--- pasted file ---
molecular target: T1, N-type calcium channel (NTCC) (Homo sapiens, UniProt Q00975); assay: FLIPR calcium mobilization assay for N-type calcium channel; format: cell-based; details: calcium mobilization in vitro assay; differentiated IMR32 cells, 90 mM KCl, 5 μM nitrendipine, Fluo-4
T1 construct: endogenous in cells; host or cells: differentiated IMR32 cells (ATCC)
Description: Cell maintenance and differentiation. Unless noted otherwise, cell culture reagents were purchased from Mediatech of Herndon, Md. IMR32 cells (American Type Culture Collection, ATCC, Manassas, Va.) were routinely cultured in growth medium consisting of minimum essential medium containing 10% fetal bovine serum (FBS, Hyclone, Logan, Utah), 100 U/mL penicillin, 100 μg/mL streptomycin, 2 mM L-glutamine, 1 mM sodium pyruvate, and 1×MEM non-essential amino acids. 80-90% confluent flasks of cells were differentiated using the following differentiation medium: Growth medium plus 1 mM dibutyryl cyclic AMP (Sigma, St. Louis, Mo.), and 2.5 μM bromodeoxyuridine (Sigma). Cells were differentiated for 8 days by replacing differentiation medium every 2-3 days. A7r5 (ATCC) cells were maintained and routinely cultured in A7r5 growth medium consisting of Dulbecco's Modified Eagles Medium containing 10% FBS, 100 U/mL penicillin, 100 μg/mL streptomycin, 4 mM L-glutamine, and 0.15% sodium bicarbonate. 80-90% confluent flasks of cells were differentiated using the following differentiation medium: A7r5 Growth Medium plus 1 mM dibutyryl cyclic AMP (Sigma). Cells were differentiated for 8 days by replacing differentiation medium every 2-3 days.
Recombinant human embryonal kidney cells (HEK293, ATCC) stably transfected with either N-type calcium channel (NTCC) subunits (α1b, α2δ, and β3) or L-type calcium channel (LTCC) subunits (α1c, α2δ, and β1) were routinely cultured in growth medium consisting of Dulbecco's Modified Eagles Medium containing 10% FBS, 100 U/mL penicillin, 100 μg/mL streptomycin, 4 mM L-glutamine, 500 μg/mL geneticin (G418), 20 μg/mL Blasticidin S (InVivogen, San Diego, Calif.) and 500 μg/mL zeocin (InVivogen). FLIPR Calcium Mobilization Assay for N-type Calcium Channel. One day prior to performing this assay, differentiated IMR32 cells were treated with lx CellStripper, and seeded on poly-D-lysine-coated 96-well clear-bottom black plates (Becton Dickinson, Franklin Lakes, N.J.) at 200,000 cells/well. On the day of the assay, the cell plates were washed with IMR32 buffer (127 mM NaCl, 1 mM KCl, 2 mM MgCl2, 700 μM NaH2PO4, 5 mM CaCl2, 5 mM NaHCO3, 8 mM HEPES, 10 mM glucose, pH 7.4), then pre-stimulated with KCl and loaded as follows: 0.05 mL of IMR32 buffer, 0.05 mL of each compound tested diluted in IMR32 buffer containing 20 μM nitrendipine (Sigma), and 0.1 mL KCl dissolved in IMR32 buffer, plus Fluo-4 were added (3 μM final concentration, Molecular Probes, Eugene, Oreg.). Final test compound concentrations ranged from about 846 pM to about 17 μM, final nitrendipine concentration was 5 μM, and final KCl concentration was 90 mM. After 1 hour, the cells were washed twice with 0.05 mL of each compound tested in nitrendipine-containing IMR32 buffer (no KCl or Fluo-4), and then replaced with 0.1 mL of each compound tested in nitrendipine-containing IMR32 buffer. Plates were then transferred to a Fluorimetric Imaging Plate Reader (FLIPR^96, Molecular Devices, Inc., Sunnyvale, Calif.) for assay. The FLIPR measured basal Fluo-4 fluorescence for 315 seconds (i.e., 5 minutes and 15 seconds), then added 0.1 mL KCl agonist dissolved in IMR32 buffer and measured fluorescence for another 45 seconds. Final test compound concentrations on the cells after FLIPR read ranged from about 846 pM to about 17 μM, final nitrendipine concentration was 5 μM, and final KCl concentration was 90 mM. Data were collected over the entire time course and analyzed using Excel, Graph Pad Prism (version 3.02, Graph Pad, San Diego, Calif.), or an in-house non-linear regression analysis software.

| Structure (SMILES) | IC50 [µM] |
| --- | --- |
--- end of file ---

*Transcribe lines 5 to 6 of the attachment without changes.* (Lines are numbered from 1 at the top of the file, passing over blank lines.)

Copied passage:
| Structure (SMILES) | IC50 [µM] |
| --- | --- |